The complexities of the skull base anatomy and dissection must be understood in cadavers in the laboratory before the approaches are practiced in the operation room. In our report, cadaveric analysis is a validating factor to prove our volumetric findings. The contribution of our study is primarily in describing our philosophy of a larger exposed area at the anterior petrous apex with an entirely extradural approach that provides enhanced exposure of middle cranial fossa lesions for better excision.

Acknowledgments

We would like to acknowledge the efforts of technical and application specialists from the Neurosurgery Skills Training Facility, Neurosurgery Education and Training School, All India Institute of Medical Sciences, New Delhi, India. We thank Mr. Subhas Bora, Mr. Ajab Singh, Mr. Ram Niwas, Mr. Shashi Shekhar, Mr. Trivendra Yadav, Mr. Gaurav Bhardwaj, Mr. Aakash Sharma, Mr. Suresh Kothari, Mr. Vikram Singh, and Mr. Satish Kumar for their untiring valuable support.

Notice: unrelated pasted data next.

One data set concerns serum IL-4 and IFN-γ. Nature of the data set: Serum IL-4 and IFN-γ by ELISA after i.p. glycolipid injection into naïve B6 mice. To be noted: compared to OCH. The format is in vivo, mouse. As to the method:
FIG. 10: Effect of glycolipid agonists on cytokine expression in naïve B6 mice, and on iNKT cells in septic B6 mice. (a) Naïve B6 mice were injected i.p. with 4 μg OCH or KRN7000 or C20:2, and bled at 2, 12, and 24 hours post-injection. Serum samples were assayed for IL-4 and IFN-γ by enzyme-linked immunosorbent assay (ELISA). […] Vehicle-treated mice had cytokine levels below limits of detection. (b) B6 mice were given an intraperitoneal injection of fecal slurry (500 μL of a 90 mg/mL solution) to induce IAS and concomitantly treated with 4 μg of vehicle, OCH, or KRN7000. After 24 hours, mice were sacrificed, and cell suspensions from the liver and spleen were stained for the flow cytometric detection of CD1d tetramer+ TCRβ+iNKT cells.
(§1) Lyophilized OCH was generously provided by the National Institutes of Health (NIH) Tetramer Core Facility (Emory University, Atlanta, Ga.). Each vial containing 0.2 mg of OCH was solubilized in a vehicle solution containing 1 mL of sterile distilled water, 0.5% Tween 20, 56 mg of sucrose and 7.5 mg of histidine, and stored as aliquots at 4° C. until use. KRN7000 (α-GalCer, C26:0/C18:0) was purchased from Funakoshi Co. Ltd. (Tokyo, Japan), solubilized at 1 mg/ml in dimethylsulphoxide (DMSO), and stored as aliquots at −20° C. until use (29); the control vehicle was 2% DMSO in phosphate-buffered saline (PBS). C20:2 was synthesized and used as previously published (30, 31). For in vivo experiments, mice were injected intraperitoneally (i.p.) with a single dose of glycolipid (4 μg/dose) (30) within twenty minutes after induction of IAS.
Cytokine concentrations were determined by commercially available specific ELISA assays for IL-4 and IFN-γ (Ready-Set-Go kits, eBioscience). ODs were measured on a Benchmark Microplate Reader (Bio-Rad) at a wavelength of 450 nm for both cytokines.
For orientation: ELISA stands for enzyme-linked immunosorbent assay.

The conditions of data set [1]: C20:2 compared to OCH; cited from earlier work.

Author Contributions

Conception and design: Suri. Acquisition of data: Tripathi, Deo. Analysis and interpretation of data: Suri, Tripathi, Deo, Srivastav, Baby, Prasad, Paul. Drafting the article: Tripathi. Critically revising the article: Suri, Tripathi, Prasad. Reviewed submitted version of manuscript: Deo. Statistical analysis: Tripathi, Srivastav, Baby. Administrative/technical/material support: Suri, Kumar, Kalra, Banerjee, Prasad, Paul, Roy, Lalwani. Study supervision: Suri, Kalra, Banerjee, Roy, Lalwani.

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    Gupta DKSuri AMahapatra AKMehta VSGarg ASarkar C: Intracranial Rosai-Dorfman disease in a child mimicking bilateral giant petroclival meningiomas: a case report and review of literature. Childs Nerv Syst 22:119412002006

  • 11